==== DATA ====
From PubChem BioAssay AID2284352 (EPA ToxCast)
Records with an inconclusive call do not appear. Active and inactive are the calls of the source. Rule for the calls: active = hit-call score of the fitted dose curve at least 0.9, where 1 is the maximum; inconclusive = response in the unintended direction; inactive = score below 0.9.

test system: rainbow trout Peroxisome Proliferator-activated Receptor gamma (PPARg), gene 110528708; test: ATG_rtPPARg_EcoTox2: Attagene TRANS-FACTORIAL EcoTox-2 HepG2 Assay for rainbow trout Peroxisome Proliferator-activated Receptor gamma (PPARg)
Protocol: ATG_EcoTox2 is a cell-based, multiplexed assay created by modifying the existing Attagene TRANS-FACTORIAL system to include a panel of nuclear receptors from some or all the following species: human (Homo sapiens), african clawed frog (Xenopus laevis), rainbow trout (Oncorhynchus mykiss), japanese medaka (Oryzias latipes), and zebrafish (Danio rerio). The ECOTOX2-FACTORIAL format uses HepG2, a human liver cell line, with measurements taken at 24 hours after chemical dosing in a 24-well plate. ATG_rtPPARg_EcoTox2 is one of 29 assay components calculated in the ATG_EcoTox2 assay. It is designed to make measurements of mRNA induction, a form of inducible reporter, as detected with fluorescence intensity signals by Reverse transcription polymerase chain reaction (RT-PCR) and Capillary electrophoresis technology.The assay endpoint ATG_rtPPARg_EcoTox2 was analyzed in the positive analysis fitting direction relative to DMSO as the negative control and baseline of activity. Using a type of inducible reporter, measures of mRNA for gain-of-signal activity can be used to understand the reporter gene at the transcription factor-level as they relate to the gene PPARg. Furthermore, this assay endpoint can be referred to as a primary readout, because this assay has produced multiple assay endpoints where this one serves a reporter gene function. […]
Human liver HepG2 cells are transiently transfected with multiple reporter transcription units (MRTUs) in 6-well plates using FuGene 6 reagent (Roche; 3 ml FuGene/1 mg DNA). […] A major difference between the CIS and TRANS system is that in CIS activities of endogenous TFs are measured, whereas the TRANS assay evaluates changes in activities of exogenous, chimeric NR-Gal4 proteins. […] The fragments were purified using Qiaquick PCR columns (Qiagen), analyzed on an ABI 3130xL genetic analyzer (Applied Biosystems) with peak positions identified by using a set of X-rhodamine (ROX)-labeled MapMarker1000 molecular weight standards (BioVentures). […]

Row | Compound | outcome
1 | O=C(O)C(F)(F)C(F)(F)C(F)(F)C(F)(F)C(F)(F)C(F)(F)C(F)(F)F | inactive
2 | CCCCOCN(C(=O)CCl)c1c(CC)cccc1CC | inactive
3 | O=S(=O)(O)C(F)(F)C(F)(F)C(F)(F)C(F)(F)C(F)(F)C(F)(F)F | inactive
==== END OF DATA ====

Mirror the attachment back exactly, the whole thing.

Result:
From PubChem BioAssay AID2284352 (EPA ToxCast)
Records with an inconclusive call do not appear. Active and inactive are the calls of the source. Rule for the calls: active = hit-call score of the fitted dose curve at least 0.9, where 1 is the maximum; inconclusive = response in the unintended direction; inactive = score below 0.9.

test system: rainbow trout Peroxisome Proliferator-activated Receptor gamma (PPARg), gene 110528708; test: ATG_rtPPARg_EcoTox2: Attagene TRANS-FACTORIAL EcoTox-2 HepG2 Assay for rainbow trout Peroxisome Proliferator-activated Receptor gamma (PPARg)
Protocol: ATG_EcoTox2 is a cell-based, multiplexed assay created by modifying the existing Attagene TRANS-FACTORIAL system to include a panel of nuclear receptors from some or all the following species: human (Homo sapiens), african clawed frog (Xenopus laevis), rainbow trout (Oncorhynchus mykiss), japanese medaka (Oryzias latipes), and zebrafish (Danio rerio). The ECOTOX2-FACTORIAL format uses HepG2, a human liver cell line, with measurements taken at 24 hours after chemical dosing in a 24-well plate. ATG_rtPPARg_EcoTox2 is one of 29 assay components calculated in the ATG_EcoTox2 assay. It is designed to make measurements of mRNA induction, a form of inducible reporter, as detected with fluorescence intensity signals by Reverse transcription polymerase chain reaction (RT-PCR) and Capillary electrophoresis technology.The assay endpoint ATG_rtPPARg_EcoTox2 was analyzed in the positive analysis fitting direction relative to DMSO as the negative control and baseline of activity. Using a type of inducible reporter, measures of mRNA for gain-of-signal activity can be used to understand the reporter gene at the transcription factor-level as they relate to the gene PPARg. Furthermore, this assay endpoint can be referred to as a primary readout, because this assay has produced multiple assay endpoints where this one serves a reporter gene function. […]
Human liver HepG2 cells are transiently transfected with multiple reporter transcription units (MRTUs) in 6-well plates using FuGene 6 reagent (Roche; 3 ml FuGene/1 mg DNA). […] A major difference between the CIS and TRANS system is that in CIS activities of endogenous TFs are measured, whereas the TRANS assay evaluates changes in activities of exogenous, chimeric NR-Gal4 proteins. […] The fragments were purified using Qiaquick PCR columns (Qiagen), analyzed on an ABI 3130xL genetic analyzer (Applied Biosystems) with peak positions identified by using a set of X-rhodamine (ROX)-labeled MapMarker1000 molecular weight standards (BioVentures). […]

Row | Compound | outcome
1 | O=C(O)C(F)(F)C(F)(F)C(F)(F)C(F)(F)C(F)(F)C(F)(F)C(F)(F)F | inactive
2 | CCCCOCN(C(=O)CCl)c1c(CC)cccc1CC | inactive
3 | O=S(=O)(O)C(F)(F)C(F)(F)C(F)(F)C(F)(F)C(F)(F)C(F)(F)F | inactive